My real innovation is the shape of the collar. Instead of it being cut straight across, it’s cut at an angle. This wasn’t the result of a plan, but of the shape of the piece of scrap leather I was using. Once it was done, though, I found I rather liked it. It has a humped, whale-backed appearance that looks very Scandinavian to me.
Probably wouldn’t be approved by the English reenactors, though. But I already know the English reenactors would laugh my impression off the field.
My vengeance, needless to say, would be terrible to behold, but that would be bad for transatlantic relations.
Friends, I have found my drug of choice.
It’s live steel combat.
On Sunday I was delayed by being on the church setup team and having to stay late. But as soon as I could get away, I tootled over to Minnehaha Park in Minneapolis, where the rest of the Vikings had already been set up for some time.
Minnehaha Park (home of Minnehaha Falls, immortalized by the poet Henry Wadsworth Longfellow, who never actually visited there) has a sort of dedicated service road along its length, punctuated by (inadequate) parking areas. Since the day was nice and the Norway Day festival was going on, I figured I wouldn’t get a nearby place, so I parked in about the first slot I saw.
This was a mistake. I’d forgotten how long that park is. I had already determined that the smartest way to get my armor to the camp site was to wear it (mail is much easier to wear than to carry). So I set off walking toward the festival area.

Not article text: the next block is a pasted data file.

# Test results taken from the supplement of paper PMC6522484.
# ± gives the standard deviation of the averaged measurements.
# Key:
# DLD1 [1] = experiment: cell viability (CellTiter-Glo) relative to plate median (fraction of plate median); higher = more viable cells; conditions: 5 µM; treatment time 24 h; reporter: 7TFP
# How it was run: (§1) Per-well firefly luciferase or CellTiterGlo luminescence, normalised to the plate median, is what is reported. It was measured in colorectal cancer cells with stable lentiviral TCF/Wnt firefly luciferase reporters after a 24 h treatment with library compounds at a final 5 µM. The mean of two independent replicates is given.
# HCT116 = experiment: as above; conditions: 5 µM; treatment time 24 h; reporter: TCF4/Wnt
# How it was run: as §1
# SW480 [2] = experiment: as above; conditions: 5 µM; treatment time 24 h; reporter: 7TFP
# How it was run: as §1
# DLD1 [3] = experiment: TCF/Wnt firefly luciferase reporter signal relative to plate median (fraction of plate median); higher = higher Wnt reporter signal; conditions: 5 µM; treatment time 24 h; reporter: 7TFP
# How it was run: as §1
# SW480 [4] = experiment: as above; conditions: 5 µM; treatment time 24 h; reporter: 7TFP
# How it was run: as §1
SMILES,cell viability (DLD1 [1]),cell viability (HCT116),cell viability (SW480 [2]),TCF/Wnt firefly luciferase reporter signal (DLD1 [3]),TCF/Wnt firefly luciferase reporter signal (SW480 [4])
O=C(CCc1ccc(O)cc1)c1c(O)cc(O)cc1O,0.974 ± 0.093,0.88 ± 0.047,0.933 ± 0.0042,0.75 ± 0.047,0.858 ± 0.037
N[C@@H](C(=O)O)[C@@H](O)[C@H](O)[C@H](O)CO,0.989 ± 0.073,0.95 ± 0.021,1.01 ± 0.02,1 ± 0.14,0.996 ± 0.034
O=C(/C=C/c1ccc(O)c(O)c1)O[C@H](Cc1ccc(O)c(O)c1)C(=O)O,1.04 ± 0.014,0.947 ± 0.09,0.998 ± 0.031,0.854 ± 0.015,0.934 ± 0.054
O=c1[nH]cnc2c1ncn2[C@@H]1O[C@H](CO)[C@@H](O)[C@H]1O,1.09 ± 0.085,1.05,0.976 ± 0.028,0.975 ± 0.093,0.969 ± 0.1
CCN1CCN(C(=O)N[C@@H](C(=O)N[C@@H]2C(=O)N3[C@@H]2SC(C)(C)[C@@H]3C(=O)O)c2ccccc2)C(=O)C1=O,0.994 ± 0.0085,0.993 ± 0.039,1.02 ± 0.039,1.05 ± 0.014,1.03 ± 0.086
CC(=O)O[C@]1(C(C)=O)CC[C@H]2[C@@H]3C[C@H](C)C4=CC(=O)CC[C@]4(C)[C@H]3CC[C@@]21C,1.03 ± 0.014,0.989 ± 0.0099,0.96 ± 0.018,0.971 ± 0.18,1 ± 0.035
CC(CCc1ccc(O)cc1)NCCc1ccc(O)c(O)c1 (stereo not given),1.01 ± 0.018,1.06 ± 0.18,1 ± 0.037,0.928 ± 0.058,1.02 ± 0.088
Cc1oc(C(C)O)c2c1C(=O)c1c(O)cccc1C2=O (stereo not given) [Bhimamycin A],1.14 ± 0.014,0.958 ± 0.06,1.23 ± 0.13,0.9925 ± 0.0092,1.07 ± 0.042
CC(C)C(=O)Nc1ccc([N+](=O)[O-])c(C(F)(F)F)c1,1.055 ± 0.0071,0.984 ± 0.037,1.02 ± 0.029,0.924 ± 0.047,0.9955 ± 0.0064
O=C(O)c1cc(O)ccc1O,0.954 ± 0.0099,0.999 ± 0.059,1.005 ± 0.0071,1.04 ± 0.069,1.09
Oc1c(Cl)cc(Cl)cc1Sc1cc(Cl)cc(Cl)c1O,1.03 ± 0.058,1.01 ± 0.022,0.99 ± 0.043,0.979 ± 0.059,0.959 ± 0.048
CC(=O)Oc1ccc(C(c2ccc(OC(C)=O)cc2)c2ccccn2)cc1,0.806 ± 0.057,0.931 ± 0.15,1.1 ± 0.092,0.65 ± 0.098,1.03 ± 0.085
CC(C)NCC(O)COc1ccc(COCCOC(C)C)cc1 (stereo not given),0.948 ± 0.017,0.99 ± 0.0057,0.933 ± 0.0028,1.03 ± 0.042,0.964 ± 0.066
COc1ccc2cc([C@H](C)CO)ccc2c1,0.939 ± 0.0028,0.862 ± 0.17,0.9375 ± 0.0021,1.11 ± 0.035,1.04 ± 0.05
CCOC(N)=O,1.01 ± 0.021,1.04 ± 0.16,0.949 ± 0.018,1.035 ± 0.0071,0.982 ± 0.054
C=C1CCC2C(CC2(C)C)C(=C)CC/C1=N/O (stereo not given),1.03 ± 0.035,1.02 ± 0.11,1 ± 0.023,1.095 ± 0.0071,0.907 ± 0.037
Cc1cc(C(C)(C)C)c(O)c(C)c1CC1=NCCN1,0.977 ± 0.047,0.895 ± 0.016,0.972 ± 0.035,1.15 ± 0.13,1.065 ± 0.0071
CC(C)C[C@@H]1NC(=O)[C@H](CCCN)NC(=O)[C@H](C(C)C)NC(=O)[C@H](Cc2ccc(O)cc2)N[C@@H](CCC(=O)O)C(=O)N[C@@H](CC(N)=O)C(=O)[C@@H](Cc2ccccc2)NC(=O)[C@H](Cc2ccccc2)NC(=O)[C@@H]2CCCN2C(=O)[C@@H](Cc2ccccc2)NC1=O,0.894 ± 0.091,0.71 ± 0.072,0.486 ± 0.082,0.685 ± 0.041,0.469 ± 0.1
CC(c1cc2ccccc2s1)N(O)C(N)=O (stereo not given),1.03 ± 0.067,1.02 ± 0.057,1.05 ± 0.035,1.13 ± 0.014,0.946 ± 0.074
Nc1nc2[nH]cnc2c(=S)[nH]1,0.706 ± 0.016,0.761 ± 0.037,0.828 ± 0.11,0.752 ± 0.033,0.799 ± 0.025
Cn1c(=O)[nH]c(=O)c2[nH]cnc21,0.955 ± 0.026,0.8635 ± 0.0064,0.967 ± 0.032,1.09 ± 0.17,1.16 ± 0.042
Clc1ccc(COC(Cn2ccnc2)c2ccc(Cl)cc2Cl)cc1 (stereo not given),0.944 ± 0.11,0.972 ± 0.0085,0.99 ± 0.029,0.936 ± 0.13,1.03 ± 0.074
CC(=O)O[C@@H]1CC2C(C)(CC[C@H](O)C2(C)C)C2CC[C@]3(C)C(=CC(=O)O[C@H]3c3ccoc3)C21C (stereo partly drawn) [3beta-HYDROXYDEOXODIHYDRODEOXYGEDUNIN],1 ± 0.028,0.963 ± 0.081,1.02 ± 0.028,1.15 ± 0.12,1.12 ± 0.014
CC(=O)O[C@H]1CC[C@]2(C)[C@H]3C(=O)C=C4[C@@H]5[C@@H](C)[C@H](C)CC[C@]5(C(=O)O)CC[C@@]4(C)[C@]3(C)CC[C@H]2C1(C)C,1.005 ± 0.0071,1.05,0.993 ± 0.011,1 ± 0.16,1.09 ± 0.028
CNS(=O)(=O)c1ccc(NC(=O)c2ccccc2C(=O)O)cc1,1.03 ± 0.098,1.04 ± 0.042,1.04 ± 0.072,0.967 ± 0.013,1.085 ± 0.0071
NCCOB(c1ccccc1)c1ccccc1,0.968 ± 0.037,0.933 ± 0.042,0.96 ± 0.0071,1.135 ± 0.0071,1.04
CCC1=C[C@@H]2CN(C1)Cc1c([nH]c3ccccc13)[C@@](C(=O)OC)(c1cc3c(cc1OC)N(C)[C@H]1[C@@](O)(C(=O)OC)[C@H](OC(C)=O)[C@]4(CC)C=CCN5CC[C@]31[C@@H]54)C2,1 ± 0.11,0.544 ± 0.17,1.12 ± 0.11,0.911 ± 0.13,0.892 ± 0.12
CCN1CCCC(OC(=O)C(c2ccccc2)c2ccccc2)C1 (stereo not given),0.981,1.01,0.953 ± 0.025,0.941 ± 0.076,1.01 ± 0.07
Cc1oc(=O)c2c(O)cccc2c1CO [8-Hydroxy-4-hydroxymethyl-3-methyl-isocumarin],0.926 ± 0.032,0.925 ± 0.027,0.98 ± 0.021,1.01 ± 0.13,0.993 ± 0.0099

And walked. And walked.
I think I must have parked at least a half mile from the site. I passed many open parking spaces, but reckoning (inaccurately) how far I had yet to go against how far I’d come, I decided to trudge on.
I made it at last (today my feet are extremely sore from the pounding they took in my thin-soled Viking shoes). I was too tired to join in the fight that was starting just then, but I got in a while later.
They put me up against Eirik, son of Ragnar, an old hand at live steel.
I beat him. Twice.
I’m still entertaining the suspicion that Eirik threw the fights, just to encourage me.
In any case, the guys told me that I’m pretty good. I didn’t beat Ragnar Hairyfoot when I went up against him, of course. Ragnar is wily and old and a Special Forces veteran. But he told me, with a straight face, that I gave him one or two worried moments. Then again, Ragnar has been known to embellish a story.
Be that as it may, I came away tremendously bucked, as I generally do after live steel (I’ve had training before, and participated in a couple small battles, but had never done a one-on-one duel before). For a guy as geeky as I, who has never, ever been any good at any athletic activity of any kind, to suddenly find myself playing with the big kids in simulated Viking combat was tremendously affirming. It’s a common nerd fantasy – “I was born out of my proper time. If I’d been born in an earlier age, I’d have been a mighty warrior.”
It’s not true, of course, but now I can pretend it is.
I know what you’re saying. You’re saying, “He makes all these grandiose claims, but can he back it up with video documentation?
As it happens, I can. This Quicktime movie comes courtesy of the Viking Age Club & Society of the Sons of Norway. I am the guy with the red-and-blue shield on your left in the shield wall at the beginning. Note who is the Last Man Standing.
Fear my wrath.